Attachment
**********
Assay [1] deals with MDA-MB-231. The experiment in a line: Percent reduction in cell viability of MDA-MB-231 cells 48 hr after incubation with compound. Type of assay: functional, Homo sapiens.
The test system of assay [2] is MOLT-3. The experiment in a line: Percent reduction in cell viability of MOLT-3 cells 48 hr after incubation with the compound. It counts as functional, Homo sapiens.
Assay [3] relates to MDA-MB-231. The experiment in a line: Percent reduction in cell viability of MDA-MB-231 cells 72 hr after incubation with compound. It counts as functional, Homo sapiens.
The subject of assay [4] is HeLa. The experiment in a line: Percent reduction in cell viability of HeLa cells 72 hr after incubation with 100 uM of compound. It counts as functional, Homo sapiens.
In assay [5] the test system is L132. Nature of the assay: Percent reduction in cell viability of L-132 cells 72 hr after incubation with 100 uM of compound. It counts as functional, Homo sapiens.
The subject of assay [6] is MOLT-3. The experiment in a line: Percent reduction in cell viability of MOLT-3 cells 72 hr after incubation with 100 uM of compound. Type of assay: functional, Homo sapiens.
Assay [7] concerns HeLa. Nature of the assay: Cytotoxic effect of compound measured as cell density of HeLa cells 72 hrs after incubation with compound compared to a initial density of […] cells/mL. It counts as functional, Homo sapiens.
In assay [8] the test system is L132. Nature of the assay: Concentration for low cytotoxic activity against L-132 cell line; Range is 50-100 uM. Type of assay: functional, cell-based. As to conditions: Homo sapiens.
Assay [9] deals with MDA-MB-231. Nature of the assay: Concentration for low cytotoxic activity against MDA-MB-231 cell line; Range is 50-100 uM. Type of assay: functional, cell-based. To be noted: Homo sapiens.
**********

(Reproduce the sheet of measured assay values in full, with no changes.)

Assay [1] deals with MDA-MB-231. The experiment in a line: Percent reduction in cell viability of MDA-MB-231 cells 48 hr after incubation with compound. Type of assay: functional, Homo sapiens.
The test system of assay [2] is MOLT-3. The experiment in a line: Percent reduction in cell viability of MOLT-3 cells 48 hr after incubation with the compound. It counts as functional, Homo sapiens.
Assay [3] relates to MDA-MB-231. The experiment in a line: Percent reduction in cell viability of MDA-MB-231 cells 72 hr after incubation with compound. It counts as functional, Homo sapiens.
The subject of assay [4] is HeLa. The experiment in a line: Percent reduction in cell viability of HeLa cells 72 hr after incubation with 100 uM of compound. It counts as functional, Homo sapiens.
In assay [5] the test system is L132. Nature of the assay: Percent reduction in cell viability of L-132 cells 72 hr after incubation with 100 uM of compound. It counts as functional, Homo sapiens.
The subject of assay [6] is MOLT-3. The experiment in a line: Percent reduction in cell viability of MOLT-3 cells 72 hr after incubation with 100 uM of compound. Type of assay: functional, Homo sapiens.
Assay [7] concerns HeLa. Nature of the assay: Cytotoxic effect of compound measured as cell density of HeLa cells 72 hrs after incubation with compound compared to a initial density of […] cells/mL. It counts as functional, Homo sapiens.
In assay [8] the test system is L132. Nature of the assay: Concentration for low cytotoxic activity against L-132 cell line; Range is 50-100 uM. Type of assay: functional, cell-based. As to conditions: Homo sapiens.
Assay [9] deals with MDA-MB-231. Nature of the assay: Concentration for low cytotoxic activity against MDA-MB-231 cell line; Range is 50-100 uM. Type of assay: functional, cell-based. To be noted: Homo sapiens.